We measured how long it took to fill a gallon in the bucket from the shower, and how long for a quart in the sink. Then we approximated how often we do this in the bathroom and the kitchen sink where it used to be equally bad. Oh, I almost forgot to mention that fixing the upstairs (farthest) sink from the water heater did also fix the kitchen sink. If you find another sink in your house that isn’t heating up quickly enough, you only need to buy and install another valve for that sink.

Are you ready for the bottom line? For the cost of a $200 pump and valve combo plus the cost of installation (probably less than a hundred dollars), we will save 2863 gallons of water a year! You might be worried that we’re constantly running a pump and now wasting electricity, but the pump comes with a timer that lets you specify what times you want instant gratification. I would call this a success on every front, and I have to give credit to my brother Grant for it, which kills me.

5 thoughts on “Saving Water in California with a Hot Water Recirculation Pump

  1. Bob Goodrich - June 5, 2015

    Only an engineer would measure with a bucket and stopwatch (giggle)! I know because I’ve used a stopwatch to measure boiling time on a flat surface stove. My only bitch was that I didn’t have a coiled stove beside it to compare. HA! I have a similar problem with my hot water on the other side of the cabin. My solution (which I didn’t use because of pressure issues) was to put in instant hot water heaters. I believe they can be either gas or electric. Lost interest when I found they might not work on a gravity flow system like I have. Don’t really have an idea which one would be most cost effective.

  2. Mario Obejas - June 8, 2015

    I installed a pump from back in 2007. Similar idea but two differences:
    1. New houses, like ours, have a recirculation line. So the hot water flows from the heater around the house and back to the heater. The pump auto shuts off when it detects a rise in temp in the return line.
    2. The pump is wirelessly activated via doorbell buttons we installed in the bathrooms and kitchen. Press the button, start undressing, and hot water is ready by the time you are ready to enter the shower.

  3. Jamie - June 27, 2015

    I have a very similar pump setup, which we got as part of a kitchen remodel.

    I have no doubt you are saving water, but the more significant question may be if you are saving/wasting energy. In my setup, the (uninsulated) hot and cold water pipes are buried in the ground, so I’m pretty sure that while the pump is running, I am trying to heat the dirt under my house with my hot water heater. Not energy efficient, but I love the convenience. If you have solar hot water, maybe that’s not a factor.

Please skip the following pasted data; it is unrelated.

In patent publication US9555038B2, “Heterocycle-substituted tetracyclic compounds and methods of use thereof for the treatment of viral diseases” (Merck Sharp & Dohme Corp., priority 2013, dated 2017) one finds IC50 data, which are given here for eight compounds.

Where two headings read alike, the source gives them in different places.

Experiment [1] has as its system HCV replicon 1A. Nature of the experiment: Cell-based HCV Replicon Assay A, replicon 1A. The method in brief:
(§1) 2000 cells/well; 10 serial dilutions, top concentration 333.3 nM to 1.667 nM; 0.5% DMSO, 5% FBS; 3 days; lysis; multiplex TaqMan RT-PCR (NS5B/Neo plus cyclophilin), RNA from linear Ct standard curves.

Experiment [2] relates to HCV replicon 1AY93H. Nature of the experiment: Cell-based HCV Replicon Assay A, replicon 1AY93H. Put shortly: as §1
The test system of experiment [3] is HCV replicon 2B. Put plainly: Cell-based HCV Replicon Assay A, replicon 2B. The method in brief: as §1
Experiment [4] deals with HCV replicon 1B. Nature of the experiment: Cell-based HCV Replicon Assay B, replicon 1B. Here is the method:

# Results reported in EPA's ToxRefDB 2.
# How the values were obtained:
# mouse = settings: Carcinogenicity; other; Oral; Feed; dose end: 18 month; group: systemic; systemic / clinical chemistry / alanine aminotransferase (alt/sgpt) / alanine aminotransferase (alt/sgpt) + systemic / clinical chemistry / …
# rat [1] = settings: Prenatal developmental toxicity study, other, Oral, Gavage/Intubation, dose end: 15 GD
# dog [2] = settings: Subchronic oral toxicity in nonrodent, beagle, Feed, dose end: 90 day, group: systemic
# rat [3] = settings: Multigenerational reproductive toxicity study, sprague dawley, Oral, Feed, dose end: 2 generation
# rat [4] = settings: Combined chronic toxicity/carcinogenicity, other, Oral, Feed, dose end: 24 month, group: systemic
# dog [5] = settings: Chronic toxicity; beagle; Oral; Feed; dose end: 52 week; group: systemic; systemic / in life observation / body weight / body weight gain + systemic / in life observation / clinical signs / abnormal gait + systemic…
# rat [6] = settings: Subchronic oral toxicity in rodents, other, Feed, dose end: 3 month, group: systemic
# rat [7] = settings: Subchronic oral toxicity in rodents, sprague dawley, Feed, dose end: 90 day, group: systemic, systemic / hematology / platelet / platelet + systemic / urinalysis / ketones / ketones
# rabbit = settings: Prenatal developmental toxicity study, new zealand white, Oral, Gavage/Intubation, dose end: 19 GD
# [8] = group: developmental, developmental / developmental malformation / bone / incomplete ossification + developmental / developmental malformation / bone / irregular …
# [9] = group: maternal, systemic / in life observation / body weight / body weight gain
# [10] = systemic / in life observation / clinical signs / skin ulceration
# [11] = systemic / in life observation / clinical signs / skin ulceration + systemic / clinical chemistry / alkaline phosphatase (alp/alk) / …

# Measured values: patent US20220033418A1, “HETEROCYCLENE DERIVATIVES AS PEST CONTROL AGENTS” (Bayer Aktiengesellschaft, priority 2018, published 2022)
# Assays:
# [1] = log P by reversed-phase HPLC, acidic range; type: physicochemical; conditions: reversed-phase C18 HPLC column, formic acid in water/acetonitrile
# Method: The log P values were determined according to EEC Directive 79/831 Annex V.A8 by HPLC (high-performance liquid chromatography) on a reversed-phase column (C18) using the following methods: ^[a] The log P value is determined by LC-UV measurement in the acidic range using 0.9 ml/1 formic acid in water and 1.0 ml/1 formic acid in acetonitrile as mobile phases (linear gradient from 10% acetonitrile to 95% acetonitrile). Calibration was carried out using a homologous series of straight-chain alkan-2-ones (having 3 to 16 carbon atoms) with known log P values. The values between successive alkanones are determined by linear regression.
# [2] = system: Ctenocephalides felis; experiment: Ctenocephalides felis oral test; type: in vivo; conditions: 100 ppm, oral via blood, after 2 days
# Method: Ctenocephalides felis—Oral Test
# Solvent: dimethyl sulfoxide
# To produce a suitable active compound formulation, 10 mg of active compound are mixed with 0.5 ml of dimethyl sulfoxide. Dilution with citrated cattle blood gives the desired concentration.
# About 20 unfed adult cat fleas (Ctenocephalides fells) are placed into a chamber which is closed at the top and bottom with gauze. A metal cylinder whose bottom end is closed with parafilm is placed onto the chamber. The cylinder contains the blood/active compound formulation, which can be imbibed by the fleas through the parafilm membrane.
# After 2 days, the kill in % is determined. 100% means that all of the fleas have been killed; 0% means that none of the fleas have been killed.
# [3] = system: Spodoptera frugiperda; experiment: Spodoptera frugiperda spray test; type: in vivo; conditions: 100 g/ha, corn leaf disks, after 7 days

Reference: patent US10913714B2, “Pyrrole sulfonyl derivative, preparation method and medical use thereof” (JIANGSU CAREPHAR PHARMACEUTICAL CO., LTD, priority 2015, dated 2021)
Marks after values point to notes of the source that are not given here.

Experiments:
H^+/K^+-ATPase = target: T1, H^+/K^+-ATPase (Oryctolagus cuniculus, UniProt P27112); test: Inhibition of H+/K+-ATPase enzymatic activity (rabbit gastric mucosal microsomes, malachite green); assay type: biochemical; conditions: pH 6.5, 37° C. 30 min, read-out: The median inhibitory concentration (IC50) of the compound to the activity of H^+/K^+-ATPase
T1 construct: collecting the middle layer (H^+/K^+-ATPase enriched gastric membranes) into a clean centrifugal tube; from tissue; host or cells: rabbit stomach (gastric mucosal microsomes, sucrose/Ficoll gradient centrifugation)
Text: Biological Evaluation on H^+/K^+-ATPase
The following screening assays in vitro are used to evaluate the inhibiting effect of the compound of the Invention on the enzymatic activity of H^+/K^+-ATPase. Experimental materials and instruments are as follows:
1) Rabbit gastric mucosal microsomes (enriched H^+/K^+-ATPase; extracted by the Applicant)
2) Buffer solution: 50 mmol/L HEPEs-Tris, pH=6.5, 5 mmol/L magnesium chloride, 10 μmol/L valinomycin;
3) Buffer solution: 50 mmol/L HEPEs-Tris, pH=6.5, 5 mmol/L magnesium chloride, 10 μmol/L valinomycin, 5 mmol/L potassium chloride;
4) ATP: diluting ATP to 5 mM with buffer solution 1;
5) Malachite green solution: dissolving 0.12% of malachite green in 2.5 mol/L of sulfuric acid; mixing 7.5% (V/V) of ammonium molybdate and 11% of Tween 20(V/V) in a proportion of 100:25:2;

One issue you may see is that the recirculation valve will fail after a couple of years. That little plastic do-dad is $40! But, it is easy to install. Mine is under the bathroom sink. The water in the hot and cold taps are always the same temperature. It’s so far from the water heater, that before the pump was installed, or if it is turned off, they are both cold. (I never leave the sink tap on long enough for it to get hot.) When the valve is working properly and the pump is on, the hot and cold taps both produce warm water. After the valve failed, both taps produced hot water. So, no matter what, they are both the same temperature.

    I got one of those infrared thermometer gadgets ($36 at Harbor Freight). I got it for some issues with the temperature of my gas grill. Every geek should have one.

  4. Steve Sheridan - June 28, 2015

    Mario, that no doubt is the best solution if the hot water recirculation lines are installed when the house is built, but we didn’t have that option. It is too cost prohibitive to plumb those lines after the house is built. This post if targeted to people who don’t already have hot water recirculation lines installed.

    Jamie, where we are located the recirculation pump turned out to be the right answer. This is because we live in an area that never gets very cold and our hot water lines don’t run through the slab but instead through our walls and ceilings. So we don’t lose too much heat from the hot water lines, although I’m sure there is some loss. Also our hot water is heated using natural gas which is a very cheap fuel. For us, the convenience of instant hot water and the savings in water outweigh the slight loss/cost in energy.

    I do expect the recirculation valve to fail occasionally, but as you say it’s pretty cheap and easy to install. I installed ours in a similar location, under the farthest bathroom sink with easy access.

    Nice to hear you also have an infrared thermometer. You must be a fellow geek.

  5. […] 2015, we installed a Hot Water Recirculation Pump. I wrote it up in an article called Saving Water in California with a Hot Water Recirculation Pump. The basic idea of the pump is that using sensors at the distant sinks, it senses when the water […]